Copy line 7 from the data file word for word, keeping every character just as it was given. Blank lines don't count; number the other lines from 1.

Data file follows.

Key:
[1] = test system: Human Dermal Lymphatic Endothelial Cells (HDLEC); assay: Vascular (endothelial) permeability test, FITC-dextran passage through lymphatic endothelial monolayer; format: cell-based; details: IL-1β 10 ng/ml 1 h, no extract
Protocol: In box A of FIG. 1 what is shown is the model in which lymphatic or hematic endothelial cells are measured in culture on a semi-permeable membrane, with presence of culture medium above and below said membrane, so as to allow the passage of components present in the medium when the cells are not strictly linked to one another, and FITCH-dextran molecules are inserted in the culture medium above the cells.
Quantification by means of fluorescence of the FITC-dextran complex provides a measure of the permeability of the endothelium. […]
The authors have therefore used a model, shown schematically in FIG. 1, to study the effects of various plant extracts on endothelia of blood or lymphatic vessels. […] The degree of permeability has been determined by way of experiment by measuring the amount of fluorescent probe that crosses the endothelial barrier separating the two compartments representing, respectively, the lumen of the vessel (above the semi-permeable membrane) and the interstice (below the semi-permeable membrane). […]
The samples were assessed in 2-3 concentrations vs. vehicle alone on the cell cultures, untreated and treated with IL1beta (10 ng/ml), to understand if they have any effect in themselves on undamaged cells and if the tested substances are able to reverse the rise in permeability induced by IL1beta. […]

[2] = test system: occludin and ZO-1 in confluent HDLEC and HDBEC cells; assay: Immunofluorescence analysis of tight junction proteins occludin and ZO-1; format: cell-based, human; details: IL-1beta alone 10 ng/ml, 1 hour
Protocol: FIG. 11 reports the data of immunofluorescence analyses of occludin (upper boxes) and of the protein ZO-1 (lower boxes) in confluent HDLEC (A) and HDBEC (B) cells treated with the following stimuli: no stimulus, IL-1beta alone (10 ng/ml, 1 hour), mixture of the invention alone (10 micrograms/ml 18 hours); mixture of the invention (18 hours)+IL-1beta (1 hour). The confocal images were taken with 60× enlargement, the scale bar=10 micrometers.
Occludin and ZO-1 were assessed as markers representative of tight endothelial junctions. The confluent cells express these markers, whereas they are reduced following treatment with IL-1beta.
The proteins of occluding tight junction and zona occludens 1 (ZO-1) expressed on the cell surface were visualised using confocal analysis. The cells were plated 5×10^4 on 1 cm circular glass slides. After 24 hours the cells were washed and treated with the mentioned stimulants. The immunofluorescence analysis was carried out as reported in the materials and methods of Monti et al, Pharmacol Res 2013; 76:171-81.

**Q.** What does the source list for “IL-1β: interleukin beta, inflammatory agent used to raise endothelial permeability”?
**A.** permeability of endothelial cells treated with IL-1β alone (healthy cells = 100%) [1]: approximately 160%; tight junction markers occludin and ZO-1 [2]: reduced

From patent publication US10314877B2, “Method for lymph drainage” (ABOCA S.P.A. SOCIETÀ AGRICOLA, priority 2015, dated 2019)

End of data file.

[2] = test system: occludin and ZO-1 in confluent HDLEC and HDBEC cells; assay: Immunofluorescence analysis of tight junction proteins occludin and ZO-1; format: cell-based, human; details: IL-1beta alone 10 ng/ml, 1 hour